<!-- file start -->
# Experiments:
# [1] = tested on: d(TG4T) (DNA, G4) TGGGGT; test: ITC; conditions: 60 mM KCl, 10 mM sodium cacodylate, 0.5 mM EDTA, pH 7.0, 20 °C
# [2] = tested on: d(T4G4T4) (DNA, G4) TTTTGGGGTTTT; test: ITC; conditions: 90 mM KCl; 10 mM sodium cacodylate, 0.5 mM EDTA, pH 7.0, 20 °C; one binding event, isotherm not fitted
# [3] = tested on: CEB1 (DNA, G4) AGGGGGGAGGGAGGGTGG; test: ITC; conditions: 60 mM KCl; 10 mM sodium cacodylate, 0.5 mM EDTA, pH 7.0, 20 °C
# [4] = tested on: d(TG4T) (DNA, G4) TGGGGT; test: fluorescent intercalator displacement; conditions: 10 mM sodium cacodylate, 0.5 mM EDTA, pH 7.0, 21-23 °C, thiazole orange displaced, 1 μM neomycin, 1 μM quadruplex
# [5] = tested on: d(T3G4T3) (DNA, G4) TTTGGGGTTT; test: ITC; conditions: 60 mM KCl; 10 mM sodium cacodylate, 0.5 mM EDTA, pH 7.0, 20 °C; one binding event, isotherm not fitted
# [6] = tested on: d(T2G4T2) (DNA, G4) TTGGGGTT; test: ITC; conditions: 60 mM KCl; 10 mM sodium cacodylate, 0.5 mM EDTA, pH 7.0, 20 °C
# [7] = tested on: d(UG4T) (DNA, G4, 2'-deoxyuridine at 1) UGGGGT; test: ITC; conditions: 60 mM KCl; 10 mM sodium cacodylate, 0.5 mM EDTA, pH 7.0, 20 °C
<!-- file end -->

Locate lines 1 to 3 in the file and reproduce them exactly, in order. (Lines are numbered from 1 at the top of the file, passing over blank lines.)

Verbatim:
# Experiments:
# [1] = tested on: d(TG4T) (DNA, G4) TGGGGT; test: ITC; conditions: 60 mM KCl, 10 mM sodium cacodylate, 0.5 mM EDTA, pH 7.0, 20 °C
# [2] = tested on: d(T4G4T4) (DNA, G4) TTTTGGGGTTTT; test: ITC; conditions: 90 mM KCl; 10 mM sodium cacodylate, 0.5 mM EDTA, pH 7.0, 20 °C; one binding event, isotherm not fitted